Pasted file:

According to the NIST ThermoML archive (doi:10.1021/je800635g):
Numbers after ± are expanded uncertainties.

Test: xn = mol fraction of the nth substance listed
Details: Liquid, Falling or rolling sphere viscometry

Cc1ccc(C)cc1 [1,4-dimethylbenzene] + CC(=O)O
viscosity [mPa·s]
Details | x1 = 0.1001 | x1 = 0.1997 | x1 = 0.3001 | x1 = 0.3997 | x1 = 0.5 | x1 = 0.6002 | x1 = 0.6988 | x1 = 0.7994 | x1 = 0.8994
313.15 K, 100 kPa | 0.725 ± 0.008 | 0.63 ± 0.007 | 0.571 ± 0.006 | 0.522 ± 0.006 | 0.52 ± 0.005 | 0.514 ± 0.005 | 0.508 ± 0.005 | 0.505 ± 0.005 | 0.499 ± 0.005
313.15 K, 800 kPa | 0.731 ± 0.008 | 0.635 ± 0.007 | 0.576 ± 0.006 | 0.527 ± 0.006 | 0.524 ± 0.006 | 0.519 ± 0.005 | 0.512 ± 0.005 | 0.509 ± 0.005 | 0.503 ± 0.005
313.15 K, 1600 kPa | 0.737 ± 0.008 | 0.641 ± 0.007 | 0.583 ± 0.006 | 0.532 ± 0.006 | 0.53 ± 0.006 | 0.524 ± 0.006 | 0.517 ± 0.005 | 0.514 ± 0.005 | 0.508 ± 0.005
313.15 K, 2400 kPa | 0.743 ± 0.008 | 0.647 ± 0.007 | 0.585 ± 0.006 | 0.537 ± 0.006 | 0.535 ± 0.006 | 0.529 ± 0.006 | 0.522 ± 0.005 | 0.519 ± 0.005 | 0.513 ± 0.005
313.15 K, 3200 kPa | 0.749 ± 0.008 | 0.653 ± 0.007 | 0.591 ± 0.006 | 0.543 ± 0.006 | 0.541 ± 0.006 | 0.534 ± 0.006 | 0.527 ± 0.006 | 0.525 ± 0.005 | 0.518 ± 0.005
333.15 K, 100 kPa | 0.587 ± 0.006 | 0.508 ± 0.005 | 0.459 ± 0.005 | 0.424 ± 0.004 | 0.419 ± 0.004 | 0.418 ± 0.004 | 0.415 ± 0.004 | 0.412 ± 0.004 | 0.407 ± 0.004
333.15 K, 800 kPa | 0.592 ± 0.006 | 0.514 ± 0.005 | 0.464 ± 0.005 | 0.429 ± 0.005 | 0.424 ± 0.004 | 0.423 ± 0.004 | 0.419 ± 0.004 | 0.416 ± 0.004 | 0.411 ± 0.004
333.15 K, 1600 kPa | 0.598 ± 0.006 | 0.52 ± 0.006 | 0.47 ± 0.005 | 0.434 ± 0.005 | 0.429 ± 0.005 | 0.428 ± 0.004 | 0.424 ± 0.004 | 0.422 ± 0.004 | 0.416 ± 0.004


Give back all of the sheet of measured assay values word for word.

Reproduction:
According to the NIST ThermoML archive (doi:10.1021/je800635g):
Numbers after ± are expanded uncertainties.

Test: xn = mol fraction of the nth substance listed
Details: Liquid, Falling or rolling sphere viscometry

Cc1ccc(C)cc1 [1,4-dimethylbenzene] + CC(=O)O
viscosity [mPa·s]
Details | x1 = 0.1001 | x1 = 0.1997 | x1 = 0.3001 | x1 = 0.3997 | x1 = 0.5 | x1 = 0.6002 | x1 = 0.6988 | x1 = 0.7994 | x1 = 0.8994
313.15 K, 100 kPa | 0.725 ± 0.008 | 0.63 ± 0.007 | 0.571 ± 0.006 | 0.522 ± 0.006 | 0.52 ± 0.005 | 0.514 ± 0.005 | 0.508 ± 0.005 | 0.505 ± 0.005 | 0.499 ± 0.005
313.15 K, 800 kPa | 0.731 ± 0.008 | 0.635 ± 0.007 | 0.576 ± 0.006 | 0.527 ± 0.006 | 0.524 ± 0.006 | 0.519 ± 0.005 | 0.512 ± 0.005 | 0.509 ± 0.005 | 0.503 ± 0.005
313.15 K, 1600 kPa | 0.737 ± 0.008 | 0.641 ± 0.007 | 0.583 ± 0.006 | 0.532 ± 0.006 | 0.53 ± 0.006 | 0.524 ± 0.006 | 0.517 ± 0.005 | 0.514 ± 0.005 | 0.508 ± 0.005
313.15 K, 2400 kPa | 0.743 ± 0.008 | 0.647 ± 0.007 | 0.585 ± 0.006 | 0.537 ± 0.006 | 0.535 ± 0.006 | 0.529 ± 0.006 | 0.522 ± 0.005 | 0.519 ± 0.005 | 0.513 ± 0.005
313.15 K, 3200 kPa | 0.749 ± 0.008 | 0.653 ± 0.007 | 0.591 ± 0.006 | 0.543 ± 0.006 | 0.541 ± 0.006 | 0.534 ± 0.006 | 0.527 ± 0.006 | 0.525 ± 0.005 | 0.518 ± 0.005
333.15 K, 100 kPa | 0.587 ± 0.006 | 0.508 ± 0.005 | 0.459 ± 0.005 | 0.424 ± 0.004 | 0.419 ± 0.004 | 0.418 ± 0.004 | 0.415 ± 0.004 | 0.412 ± 0.004 | 0.407 ± 0.004
333.15 K, 800 kPa | 0.592 ± 0.006 | 0.514 ± 0.005 | 0.464 ± 0.005 | 0.429 ± 0.005 | 0.424 ± 0.004 | 0.423 ± 0.004 | 0.419 ± 0.004 | 0.416 ± 0.004 | 0.411 ± 0.004
333.15 K, 1600 kPa | 0.598 ± 0.006 | 0.52 ± 0.006 | 0.47 ± 0.005 | 0.434 ± 0.005 | 0.429 ± 0.005 | 0.428 ± 0.004 | 0.424 ± 0.004 | 0.422 ± 0.004 | 0.416 ± 0.004